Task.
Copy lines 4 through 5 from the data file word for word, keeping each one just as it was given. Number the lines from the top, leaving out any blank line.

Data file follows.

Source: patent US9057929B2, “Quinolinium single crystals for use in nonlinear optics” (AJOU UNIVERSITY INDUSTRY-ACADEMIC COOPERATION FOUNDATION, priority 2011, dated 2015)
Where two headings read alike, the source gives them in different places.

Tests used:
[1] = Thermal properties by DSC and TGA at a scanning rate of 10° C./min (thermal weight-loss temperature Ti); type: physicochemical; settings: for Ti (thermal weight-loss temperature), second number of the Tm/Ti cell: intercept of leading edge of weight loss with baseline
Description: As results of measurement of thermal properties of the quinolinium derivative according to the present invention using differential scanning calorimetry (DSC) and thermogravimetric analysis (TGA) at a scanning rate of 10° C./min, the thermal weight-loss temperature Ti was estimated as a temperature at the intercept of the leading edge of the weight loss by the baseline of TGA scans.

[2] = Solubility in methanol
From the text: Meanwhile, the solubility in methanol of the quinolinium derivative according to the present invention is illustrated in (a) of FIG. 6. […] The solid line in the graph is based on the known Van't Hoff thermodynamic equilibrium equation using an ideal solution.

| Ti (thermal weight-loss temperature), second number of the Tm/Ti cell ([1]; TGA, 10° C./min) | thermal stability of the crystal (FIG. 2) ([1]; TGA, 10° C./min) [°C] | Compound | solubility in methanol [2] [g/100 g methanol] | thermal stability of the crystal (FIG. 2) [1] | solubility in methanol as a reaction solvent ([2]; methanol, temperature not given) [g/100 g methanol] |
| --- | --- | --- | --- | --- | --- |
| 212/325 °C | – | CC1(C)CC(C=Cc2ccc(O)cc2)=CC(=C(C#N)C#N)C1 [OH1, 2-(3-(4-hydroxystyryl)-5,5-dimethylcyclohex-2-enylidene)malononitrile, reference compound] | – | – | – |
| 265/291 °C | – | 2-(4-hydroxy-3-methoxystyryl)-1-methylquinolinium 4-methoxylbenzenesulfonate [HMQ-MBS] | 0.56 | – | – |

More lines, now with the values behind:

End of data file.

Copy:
[1] = Thermal properties by DSC and TGA at a scanning rate of 10° C./min (thermal weight-loss temperature Ti); type: physicochemical; settings: for Ti (thermal weight-loss temperature), second number of the Tm/Ti cell: intercept of leading edge of weight loss with baseline
Description: As results of measurement of thermal properties of the quinolinium derivative according to the present invention using differential scanning calorimetry (DSC) and thermogravimetric analysis (TGA) at a scanning rate of 10° C./min, the thermal weight-loss temperature Ti was estimated as a temperature at the intercept of the leading edge of the weight loss by the baseline of TGA scans.